Study in a Sentence: A new workshop report highlights a five-day online conference that attracted 600 students and early-career scientists from across the globe to learn about new approaches in toxicology and biomedical sciences, such as organs-on-chips and computer modeling, that can help reduce and replace the use of animals in research and testing.
Healthy for Humans: Research shows that advanced in vitro and in silico models contribute to a better understanding of human health, and a transition towards human-relevant approaches can increase our understanding of human biology, lead to the treatment and prevention of diseases, as well as ensure the safety of chemicals, drugs, and other products. Conferences like the Summer School on Innovative Approaches in Science are essential to educate the next generation of scientists on the need to shift away from animal use and to continue the momentum of innovative science to advance research and testing.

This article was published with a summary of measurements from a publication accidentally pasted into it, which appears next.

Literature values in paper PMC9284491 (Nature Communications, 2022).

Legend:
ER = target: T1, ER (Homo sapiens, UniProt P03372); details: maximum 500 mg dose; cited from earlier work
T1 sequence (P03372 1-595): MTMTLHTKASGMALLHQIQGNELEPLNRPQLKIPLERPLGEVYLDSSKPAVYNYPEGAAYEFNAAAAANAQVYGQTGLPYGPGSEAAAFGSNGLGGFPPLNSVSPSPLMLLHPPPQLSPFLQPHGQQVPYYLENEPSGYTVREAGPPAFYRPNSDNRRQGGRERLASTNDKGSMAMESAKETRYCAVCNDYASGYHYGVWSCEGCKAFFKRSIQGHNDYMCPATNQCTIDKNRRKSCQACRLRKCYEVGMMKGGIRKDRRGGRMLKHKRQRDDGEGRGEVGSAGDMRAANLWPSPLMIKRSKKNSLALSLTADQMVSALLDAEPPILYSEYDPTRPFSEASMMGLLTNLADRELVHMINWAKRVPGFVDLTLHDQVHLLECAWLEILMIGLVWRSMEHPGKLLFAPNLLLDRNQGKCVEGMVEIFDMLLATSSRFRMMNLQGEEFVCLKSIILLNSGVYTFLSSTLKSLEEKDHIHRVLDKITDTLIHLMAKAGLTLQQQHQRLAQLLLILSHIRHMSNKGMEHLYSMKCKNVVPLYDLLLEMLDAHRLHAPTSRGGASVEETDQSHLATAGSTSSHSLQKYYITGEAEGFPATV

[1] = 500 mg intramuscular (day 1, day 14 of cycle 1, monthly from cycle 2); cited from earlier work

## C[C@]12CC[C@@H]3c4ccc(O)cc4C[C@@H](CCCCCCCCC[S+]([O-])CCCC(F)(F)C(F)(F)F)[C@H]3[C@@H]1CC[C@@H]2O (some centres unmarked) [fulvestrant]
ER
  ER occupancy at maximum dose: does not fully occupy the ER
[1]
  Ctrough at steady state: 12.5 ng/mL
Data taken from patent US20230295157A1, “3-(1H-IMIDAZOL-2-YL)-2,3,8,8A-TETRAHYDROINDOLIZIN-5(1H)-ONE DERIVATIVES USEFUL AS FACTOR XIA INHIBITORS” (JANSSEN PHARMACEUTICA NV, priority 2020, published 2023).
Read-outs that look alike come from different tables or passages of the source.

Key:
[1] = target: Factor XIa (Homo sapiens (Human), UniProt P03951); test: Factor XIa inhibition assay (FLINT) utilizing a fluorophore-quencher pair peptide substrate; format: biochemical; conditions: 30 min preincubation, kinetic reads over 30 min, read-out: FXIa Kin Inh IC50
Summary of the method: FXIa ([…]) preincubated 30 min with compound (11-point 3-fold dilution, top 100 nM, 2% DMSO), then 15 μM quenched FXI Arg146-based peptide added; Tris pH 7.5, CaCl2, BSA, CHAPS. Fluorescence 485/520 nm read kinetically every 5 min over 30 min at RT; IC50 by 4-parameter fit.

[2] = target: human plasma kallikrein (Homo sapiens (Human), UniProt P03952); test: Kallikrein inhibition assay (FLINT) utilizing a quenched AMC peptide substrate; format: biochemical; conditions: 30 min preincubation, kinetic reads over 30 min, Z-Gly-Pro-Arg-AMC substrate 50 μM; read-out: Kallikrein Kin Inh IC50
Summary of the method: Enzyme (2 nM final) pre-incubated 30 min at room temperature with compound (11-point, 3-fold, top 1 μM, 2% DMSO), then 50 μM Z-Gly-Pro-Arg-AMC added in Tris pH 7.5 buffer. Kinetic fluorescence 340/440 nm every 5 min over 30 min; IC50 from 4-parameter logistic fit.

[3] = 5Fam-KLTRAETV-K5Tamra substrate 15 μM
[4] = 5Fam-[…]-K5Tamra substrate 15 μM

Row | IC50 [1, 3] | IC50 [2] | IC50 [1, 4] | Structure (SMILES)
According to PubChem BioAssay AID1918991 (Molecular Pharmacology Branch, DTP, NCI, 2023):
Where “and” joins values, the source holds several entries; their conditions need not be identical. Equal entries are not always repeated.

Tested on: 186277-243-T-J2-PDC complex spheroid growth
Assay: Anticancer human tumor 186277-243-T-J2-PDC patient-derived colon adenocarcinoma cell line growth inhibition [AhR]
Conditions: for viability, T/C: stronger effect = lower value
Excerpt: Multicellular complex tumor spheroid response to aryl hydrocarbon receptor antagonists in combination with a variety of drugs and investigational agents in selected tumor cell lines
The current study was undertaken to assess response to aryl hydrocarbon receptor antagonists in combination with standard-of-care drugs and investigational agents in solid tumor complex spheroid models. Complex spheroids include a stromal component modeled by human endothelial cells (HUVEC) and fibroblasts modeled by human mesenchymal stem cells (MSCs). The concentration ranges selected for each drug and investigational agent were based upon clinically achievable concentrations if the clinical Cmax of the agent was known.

Redefining Research: It is crucial to accelerate the adoption of human-relevant research methods, and one way to do this is to connect with scientists about the need for and availability of nonanimal scientific testing methods. This report highlights the comprehensive sessions—lectures, interactive learning and career development, e-poster presentations, laboratory and software demonstrations, and virtual attendee engagement—that made up the Summer School program. Training, continuing education, and direct communication are essential to overcoming biases against more innovative nonanimal approaches, and programs like the Summer School are helping provide the tools so that students and early-career scientists can pursue a career without the use of animals and apply what they have learned for years to come.